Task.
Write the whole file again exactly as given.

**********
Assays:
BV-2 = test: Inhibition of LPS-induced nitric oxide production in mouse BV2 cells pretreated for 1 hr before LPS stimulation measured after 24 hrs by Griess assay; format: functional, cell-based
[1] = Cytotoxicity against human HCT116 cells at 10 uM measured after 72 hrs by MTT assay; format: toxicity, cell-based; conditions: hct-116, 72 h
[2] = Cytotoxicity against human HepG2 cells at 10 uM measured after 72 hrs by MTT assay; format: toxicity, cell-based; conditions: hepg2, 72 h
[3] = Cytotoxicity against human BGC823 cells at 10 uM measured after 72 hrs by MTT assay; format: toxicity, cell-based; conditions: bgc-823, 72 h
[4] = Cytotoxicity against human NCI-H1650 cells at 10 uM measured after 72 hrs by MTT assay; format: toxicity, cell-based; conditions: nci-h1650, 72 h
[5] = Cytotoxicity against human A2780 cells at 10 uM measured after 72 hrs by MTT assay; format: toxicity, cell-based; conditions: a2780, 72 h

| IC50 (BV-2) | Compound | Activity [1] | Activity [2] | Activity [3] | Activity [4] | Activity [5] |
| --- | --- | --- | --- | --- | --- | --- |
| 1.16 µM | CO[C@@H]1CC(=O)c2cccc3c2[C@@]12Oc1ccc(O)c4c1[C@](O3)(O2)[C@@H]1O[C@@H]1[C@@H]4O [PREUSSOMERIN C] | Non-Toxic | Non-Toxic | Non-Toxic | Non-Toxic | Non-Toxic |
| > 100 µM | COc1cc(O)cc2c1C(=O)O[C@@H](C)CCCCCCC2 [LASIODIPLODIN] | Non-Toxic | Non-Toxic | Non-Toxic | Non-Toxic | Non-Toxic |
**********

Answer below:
Assays:
BV-2 = test: Inhibition of LPS-induced nitric oxide production in mouse BV2 cells pretreated for 1 hr before LPS stimulation measured after 24 hrs by Griess assay; format: functional, cell-based
[1] = Cytotoxicity against human HCT116 cells at 10 uM measured after 72 hrs by MTT assay; format: toxicity, cell-based; conditions: hct-116, 72 h
[2] = Cytotoxicity against human HepG2 cells at 10 uM measured after 72 hrs by MTT assay; format: toxicity, cell-based; conditions: hepg2, 72 h
[3] = Cytotoxicity against human BGC823 cells at 10 uM measured after 72 hrs by MTT assay; format: toxicity, cell-based; conditions: bgc-823, 72 h
[4] = Cytotoxicity against human NCI-H1650 cells at 10 uM measured after 72 hrs by MTT assay; format: toxicity, cell-based; conditions: nci-h1650, 72 h
[5] = Cytotoxicity against human A2780 cells at 10 uM measured after 72 hrs by MTT assay; format: toxicity, cell-based; conditions: a2780, 72 h

| IC50 (BV-2) | Compound | Activity [1] | Activity [2] | Activity [3] | Activity [4] | Activity [5] |
| --- | --- | --- | --- | --- | --- | --- |
| 1.16 µM | CO[C@@H]1CC(=O)c2cccc3c2[C@@]12Oc1ccc(O)c4c1[C@](O3)(O2)[C@@H]1O[C@@H]1[C@@H]4O [PREUSSOMERIN C] | Non-Toxic | Non-Toxic | Non-Toxic | Non-Toxic | Non-Toxic |
| > 100 µM | COc1cc(O)cc2c1C(=O)O[C@@H](C)CCCCCCC2 [LASIODIPLODIN] | Non-Toxic | Non-Toxic | Non-Toxic | Non-Toxic | Non-Toxic |